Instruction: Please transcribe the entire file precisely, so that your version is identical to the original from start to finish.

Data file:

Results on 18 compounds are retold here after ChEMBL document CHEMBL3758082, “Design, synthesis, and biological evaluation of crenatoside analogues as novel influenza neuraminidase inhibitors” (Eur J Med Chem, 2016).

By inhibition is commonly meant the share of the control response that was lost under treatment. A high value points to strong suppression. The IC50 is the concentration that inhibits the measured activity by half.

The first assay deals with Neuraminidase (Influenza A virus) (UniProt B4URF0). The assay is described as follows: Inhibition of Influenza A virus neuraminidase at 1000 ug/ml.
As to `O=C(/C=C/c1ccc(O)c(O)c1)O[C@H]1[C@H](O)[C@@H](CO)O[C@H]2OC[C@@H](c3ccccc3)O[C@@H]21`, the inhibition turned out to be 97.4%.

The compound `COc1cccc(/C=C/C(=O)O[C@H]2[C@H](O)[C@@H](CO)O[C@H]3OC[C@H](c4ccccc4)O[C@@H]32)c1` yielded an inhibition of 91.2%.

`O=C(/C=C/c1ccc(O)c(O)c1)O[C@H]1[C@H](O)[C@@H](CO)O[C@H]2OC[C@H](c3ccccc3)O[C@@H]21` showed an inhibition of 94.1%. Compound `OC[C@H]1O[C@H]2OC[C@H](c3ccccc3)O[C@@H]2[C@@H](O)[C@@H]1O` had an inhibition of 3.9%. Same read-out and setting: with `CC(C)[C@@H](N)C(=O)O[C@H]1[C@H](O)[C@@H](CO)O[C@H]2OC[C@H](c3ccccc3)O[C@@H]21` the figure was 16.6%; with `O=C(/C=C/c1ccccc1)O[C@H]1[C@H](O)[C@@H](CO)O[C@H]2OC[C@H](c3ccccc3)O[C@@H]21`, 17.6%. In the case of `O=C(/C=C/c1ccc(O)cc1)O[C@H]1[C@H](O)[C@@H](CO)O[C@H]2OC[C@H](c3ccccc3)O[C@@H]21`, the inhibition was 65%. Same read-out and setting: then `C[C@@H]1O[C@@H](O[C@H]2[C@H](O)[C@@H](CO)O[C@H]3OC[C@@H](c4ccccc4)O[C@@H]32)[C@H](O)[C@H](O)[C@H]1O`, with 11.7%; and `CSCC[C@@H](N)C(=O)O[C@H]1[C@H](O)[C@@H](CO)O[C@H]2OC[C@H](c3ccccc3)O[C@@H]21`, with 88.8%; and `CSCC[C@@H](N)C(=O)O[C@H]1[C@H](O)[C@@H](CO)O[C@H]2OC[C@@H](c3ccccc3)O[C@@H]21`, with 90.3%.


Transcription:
Results on 18 compounds are retold here after ChEMBL document CHEMBL3758082, “Design, synthesis, and biological evaluation of crenatoside analogues as novel influenza neuraminidase inhibitors” (Eur J Med Chem, 2016).

By inhibition is commonly meant the share of the control response that was lost under treatment. A high value points to strong suppression. The IC50 is the concentration that inhibits the measured activity by half.

The first assay deals with Neuraminidase (Influenza A virus) (UniProt B4URF0). The assay is described as follows: Inhibition of Influenza A virus neuraminidase at 1000 ug/ml.
As to `O=C(/C=C/c1ccc(O)c(O)c1)O[C@H]1[C@H](O)[C@@H](CO)O[C@H]2OC[C@@H](c3ccccc3)O[C@@H]21`, the inhibition turned out to be 97.4%.

The compound `COc1cccc(/C=C/C(=O)O[C@H]2[C@H](O)[C@@H](CO)O[C@H]3OC[C@H](c4ccccc4)O[C@@H]32)c1` yielded an inhibition of 91.2%.

`O=C(/C=C/c1ccc(O)c(O)c1)O[C@H]1[C@H](O)[C@@H](CO)O[C@H]2OC[C@H](c3ccccc3)O[C@@H]21` showed an inhibition of 94.1%. Compound `OC[C@H]1O[C@H]2OC[C@H](c3ccccc3)O[C@@H]2[C@@H](O)[C@@H]1O` had an inhibition of 3.9%. Same read-out and setting: with `CC(C)[C@@H](N)C(=O)O[C@H]1[C@H](O)[C@@H](CO)O[C@H]2OC[C@H](c3ccccc3)O[C@@H]21` the figure was 16.6%; with `O=C(/C=C/c1ccccc1)O[C@H]1[C@H](O)[C@@H](CO)O[C@H]2OC[C@H](c3ccccc3)O[C@@H]21`, 17.6%. In the case of `O=C(/C=C/c1ccc(O)cc1)O[C@H]1[C@H](O)[C@@H](CO)O[C@H]2OC[C@H](c3ccccc3)O[C@@H]21`, the inhibition was 65%. Same read-out and setting: then `C[C@@H]1O[C@@H](O[C@H]2[C@H](O)[C@@H](CO)O[C@H]3OC[C@@H](c4ccccc4)O[C@@H]32)[C@H](O)[C@H](O)[C@H]1O`, with 11.7%; and `CSCC[C@@H](N)C(=O)O[C@H]1[C@H](O)[C@@H](CO)O[C@H]2OC[C@H](c3ccccc3)O[C@@H]21`, with 88.8%; and `CSCC[C@@H](N)C(=O)O[C@H]1[C@H](O)[C@@H](CO)O[C@H]2OC[C@@H](c3ccccc3)O[C@@H]21`, with 90.3%.